Could Virginia Gov. Terry McAuliffe’s (D) executive order automatically restoring voting and other rights for released felons lead to a landmark education decision?
Jim Crow-era “separate but equal” schools defined Virginia’s education policy until ruled unconstitutional by the 1954 Brown v. Board of Education decision. A unanimous Supreme Court said “separate educational facilities are inherently unequal.”
In light of Brown, Virginia incorporated a promise of a high-quality education for all in Article VIII, Section 1 of the revised 1971 Virginia Constitution.
However, as University of Virginia Law Professor A.E. Dick Howard — who helped write the new Constitution — has explained, the drafters made clear they intended this goal to be “aspirational” only. An “aspirational” goal, unlike a right, isn’t enforceable in court should the state shirk its constitutional duty.
Howard knew the drafters’ intent could be key should education advocates bring a lawsuit. Virginia’s politicians applauded their own cleverness, taking campaign credit for promising equality while constitutionally shielding themselves from legal accountability.
Mr. Goldman once accompanied former governor Doug Wilder to Richmond’s George Mason Elementary School, built during the Jim Crow era. Wilder went there as a child, in the Great Depression. Despite additions, the facility has never been modernized.
We discussed in previous columns the fact Virginia’s public school stock, on average, is obsolete. More than half, including Wilder’s boyhood school, are old enough to qualify as historic structures under state and federal law.
Virginia Tech professor Glenn Earthman, a nationally acclaimed authority on dysfunctional school buildings, warns that students in antiquated or unsafe facilities lose the statistical equivalent of one year of learning. Other researchers have raised similar alarms. Despite this, state leaders hide behind their constitutional shield.
But McAuliffe’s felon rights order may have inadvertently lowered that shield.
Republicans are challenging the order in the Virginia Supreme Court, saying the governor exceeded his constitutional authority. They cite the constitutional practice of all previous governors acting on the advice of their attorneys general: Felons seeking restorations of rights must petition the governor individually, although the form of such inquiry is up to the chief executive.
No previous governor claimed the power to issue a blanket order restoring rights to more than 200,000 felons, including violent felons. Professor Howard’s book on the last revision to the Virginia Constitution says the drafters intended to incorporate the existing individualized practice into the new document.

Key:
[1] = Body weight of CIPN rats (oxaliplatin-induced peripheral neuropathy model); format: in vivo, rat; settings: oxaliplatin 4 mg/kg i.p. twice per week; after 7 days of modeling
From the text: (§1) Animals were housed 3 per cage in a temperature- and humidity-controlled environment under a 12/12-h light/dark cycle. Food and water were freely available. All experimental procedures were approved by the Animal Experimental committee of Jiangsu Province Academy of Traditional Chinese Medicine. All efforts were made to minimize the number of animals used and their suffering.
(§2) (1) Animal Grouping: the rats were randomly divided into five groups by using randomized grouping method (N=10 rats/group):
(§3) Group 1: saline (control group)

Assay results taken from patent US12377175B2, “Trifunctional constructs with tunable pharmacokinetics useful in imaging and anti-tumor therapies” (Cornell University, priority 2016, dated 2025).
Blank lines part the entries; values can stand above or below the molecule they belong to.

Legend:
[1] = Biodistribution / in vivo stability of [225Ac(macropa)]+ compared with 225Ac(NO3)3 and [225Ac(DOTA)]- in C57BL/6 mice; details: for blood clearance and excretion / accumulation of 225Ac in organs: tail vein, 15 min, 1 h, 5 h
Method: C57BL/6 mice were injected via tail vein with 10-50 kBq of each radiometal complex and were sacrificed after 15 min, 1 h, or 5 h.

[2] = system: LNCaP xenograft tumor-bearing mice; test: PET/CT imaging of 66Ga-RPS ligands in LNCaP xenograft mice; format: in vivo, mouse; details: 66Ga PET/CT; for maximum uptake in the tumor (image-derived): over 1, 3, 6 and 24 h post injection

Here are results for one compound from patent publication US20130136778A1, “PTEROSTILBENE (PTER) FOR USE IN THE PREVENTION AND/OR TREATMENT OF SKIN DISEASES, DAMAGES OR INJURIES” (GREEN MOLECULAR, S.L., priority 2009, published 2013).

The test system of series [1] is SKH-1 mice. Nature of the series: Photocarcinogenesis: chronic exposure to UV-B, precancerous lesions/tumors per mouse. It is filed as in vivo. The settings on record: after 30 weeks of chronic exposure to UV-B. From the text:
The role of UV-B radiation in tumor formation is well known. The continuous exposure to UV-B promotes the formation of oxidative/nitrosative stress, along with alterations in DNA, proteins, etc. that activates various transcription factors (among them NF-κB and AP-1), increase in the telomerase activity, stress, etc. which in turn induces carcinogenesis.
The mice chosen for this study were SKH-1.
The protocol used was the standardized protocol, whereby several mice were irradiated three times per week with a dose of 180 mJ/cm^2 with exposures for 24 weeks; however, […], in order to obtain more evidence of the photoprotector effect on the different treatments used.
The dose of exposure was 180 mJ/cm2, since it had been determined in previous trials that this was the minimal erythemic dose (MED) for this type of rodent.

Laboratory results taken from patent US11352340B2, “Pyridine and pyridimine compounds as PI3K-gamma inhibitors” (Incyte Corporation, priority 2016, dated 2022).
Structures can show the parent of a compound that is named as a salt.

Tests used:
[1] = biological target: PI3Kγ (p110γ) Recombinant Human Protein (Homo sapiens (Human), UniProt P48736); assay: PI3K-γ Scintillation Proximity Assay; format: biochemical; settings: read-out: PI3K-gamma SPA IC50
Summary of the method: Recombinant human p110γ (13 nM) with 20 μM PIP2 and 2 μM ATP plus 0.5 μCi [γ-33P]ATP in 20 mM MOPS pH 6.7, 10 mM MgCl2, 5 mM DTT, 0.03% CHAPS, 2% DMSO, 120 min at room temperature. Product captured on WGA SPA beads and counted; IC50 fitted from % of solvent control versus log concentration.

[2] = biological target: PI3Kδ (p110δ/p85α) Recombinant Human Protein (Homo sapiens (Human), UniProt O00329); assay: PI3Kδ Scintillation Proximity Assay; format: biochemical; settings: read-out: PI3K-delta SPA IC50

McAuliffe doesn’t deny the prior practice or intent. He says the only relevant issue is whether the Constitution’s plain wording says he can’t do it.
Could McAuliffe’s plain wording doctrine morph into an educational game-changer?
Article VIII, Section 1 of the Virginia Constitution reads in part:
The General Assembly shall provide for a system of free public elementary and secondary schools for all children … and shall seek to ensure … high quality is established and continually maintained.
“Shall” is well-defined legally as a mandatory, not aspirational, command.
“Ensure” means “make sure or certain” or “guarantee.”
There is no definitive, precedent-setting legal decision on the meaning of “shall seek to ensure.” As Earthman and others make clear, a high-quality education, much less an equal one, isn’t remotely possible in unmodernized, Jim Crow-era facilities.
In Brown, the court assumed, arguendo, the “physical facilities” to be equal but still found discrimination because of segregation. In Richmond, more than 90 percent of public school students are non-white. The average building dates to the 1950s. Many are in dire need of modernization, indeed, even of basic repair. Richmond’s leaders have shamelessly dodged their responsibility on the matter, as we have written. But does the Constitution allow state leaders a free pass too?
If the drafters’ intent is no longer relevant, as the governor argues, “shall seek to ensure” may, as the Brown court said, be read in light of modern research and the state’s previous admission that education is a fundamental right.
The governor and attorney general say Virginia has a moral obligation to end the last vestiges of Jim Crow.
Surely students across our state have a claim on that morality.
So we ask: If education advocates sue the state under Article VIII, Section 1 to end 62 years of knowing failure, would he order the attorney general to defend the state or stand down?